East–West pipeline

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Not to be confused with West–East Gas Pipeline.
East–West pipeline
Location of East–West pipeline
Location of East–West pipeline
Country Turkmenistan
General direction east–west
From Shatlyk compressor station
To Belek-1 compressor station
General information
Type natural gas
Operator Türkmengaz
Contractors Türkmennebitgazgurlushyk
Construction started 2010
Expected 2015
Technical information
Length 773 km (480 mi)
Maximum discharge 30 billion cubic metres per annum (1.1 trillion cubic feet per annum)
Diameter 1,420 mm (56 in)
No. of compressor stations 8

The East–West pipeline is a natural gas pipeline in Turkmenistan. It will carry natural gas from gas fields in eastern Turkmenistan to the coast of Caspian Sea across the southern part of the country.


In 2007–2008, Russia and Turkmenistan negotiated construction of the East–West pipeline to supply the planned Caspian Coastal pipeline, an extension of the Central Asia–Center gas pipeline system. The pipeline was to be built in cooperation with the Russian gas company Gazprom.[1] The main designated contractor was Zarubezhneftegaz, a subsidiary of Gazprom.[2] However, on 27 March 2009 after tensions between Russia and Turkmenistan over gas supplies from Turkmenistan to Russia, Turkmenistan launched an international tender for the pipeline.[2][3] Over 70 companies expressed their interest to participate in the project. In May 2010 it was announced that Turkmenistan will build the pipeline on its own.[1][4] Construction started in 2012 and was completed in 2015.[5][6]


The pipeline starts from the Shatlyk compressor station at the eastern branch of the Central Asia–Center gas pipeline in Mary Province and runs to the Belek-1 compressor station at the western branch of the Central Asia–Center gas pipeline in Balkan Province.[7][8] From there, gas could be transported to Russia or, when constructed, through the Trans-Caspian Gas Pipeline to Azerbaijan and further to Europe.[4] In addition to export, the pipeline will supply the central and Caspian region of Turkmenistan.[7] The pipeline largely follows the route of existing pipelines. It creates a system connecting all the major gas fields of Turkmenistan.[8]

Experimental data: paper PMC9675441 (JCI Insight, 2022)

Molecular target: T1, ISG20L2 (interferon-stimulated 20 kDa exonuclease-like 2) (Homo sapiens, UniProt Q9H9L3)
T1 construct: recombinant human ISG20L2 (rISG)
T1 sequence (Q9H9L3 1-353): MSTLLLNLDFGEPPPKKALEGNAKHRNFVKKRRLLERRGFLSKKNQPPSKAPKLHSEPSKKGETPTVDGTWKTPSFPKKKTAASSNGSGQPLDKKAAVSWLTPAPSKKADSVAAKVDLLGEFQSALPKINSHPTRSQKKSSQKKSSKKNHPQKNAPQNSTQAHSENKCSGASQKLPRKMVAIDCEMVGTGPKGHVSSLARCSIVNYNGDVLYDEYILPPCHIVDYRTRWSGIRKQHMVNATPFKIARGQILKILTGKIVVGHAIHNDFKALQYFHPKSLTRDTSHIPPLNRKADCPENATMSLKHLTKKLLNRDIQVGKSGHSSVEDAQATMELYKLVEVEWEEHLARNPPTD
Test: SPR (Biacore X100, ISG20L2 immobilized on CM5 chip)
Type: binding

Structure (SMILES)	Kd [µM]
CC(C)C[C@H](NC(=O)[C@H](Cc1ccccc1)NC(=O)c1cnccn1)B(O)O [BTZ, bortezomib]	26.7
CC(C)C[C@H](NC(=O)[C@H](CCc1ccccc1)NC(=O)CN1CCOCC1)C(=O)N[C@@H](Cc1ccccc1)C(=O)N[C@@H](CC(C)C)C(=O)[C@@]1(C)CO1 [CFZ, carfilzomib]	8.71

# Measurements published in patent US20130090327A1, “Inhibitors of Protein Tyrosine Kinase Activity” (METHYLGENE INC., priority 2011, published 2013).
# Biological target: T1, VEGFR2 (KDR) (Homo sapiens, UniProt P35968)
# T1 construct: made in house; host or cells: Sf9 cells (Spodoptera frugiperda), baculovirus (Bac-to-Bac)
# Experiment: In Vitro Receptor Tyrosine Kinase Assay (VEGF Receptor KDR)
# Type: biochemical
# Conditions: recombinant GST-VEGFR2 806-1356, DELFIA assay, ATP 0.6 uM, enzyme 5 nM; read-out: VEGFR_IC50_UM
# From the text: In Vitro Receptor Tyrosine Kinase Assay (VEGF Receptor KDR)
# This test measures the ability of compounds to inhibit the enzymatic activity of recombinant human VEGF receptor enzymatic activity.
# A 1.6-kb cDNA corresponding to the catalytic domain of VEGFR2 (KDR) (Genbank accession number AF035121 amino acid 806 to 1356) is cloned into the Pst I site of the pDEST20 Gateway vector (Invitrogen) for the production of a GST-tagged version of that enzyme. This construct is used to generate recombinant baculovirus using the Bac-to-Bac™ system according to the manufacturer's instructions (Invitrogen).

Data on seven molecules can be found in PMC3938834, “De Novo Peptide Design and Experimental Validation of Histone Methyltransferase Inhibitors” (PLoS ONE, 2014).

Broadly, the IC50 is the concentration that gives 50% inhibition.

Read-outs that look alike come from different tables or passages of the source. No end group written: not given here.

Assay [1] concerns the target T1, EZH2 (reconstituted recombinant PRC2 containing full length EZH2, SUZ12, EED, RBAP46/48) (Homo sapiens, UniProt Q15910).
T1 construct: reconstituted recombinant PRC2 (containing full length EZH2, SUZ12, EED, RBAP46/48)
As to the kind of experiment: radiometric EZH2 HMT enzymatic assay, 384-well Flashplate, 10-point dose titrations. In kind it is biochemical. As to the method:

The pipeline will be mainly supplied from the Galkynysh Gas Field, Dauletabad, Yashlar, and Minara fields. Length of the pipeline is 773 kilometres (480 mi) and it will have a capacity of 30 billion cubic metres (1.1 trillion cubic feet) of natural gas per year, ensured by eight compressor stations.[4][6][7] The pipeline is being built by Türkmennebitgazgurlushyk and is owned and operated by Türkmengaz.[7][8]

See also[edit]


  1. ^ a b "Turkmenistan's trump card". RosBusinessConsulting. 2010-05-24. Retrieved 2010-05-29. 
  2. ^ a b Socor, Vladimir (2009-04-21). "Turkmenistan Delays Russian Pipeline Project and Rejects Russian-Led Gas Cartel". Eurasia Daily Monitor. 6 (76). The Jamestown Foundation. Retrieved 2010-05-29. 
  3. ^ "East-West Gas Pipeline of Turkmenistan: An Open End Tube". News Central Asia. 2009-04-06. Retrieved 2010-05-29. 
  4. ^ a b c "Turkmengaz to Finance East-West Pipeline Link to Caspian". Oil & Gas Eurasia. Eurasia Press, Inc. Oil and Gas Information Agency. 2010-05-24. Retrieved 2010-05-29. 
  5. ^ "Turkmenistan accelerates East-West gas pipeline construction". Trend News Agency. 2012-04-11. Retrieved 2012-04-11. 
  6. ^ a b Hasanov, Huseyn (2015-12-11). "Turkmenistan completing East-West gas pipeline construction". Trend News Agency. Retrieved 2015-12-11. 
  7. ^ a b c d "Turkmenistan to build new natural gas pipeline". Today's Zaman. Feza Gazetecilik A.Ş. 2010-05-25. Retrieved 2010-05-29. 
  8. ^ a b c "Turkmenistan to Start Building East-West Gas Pipeline in June 2010". News Central Asia. 2010-05-21. Retrieved 2010-05-29.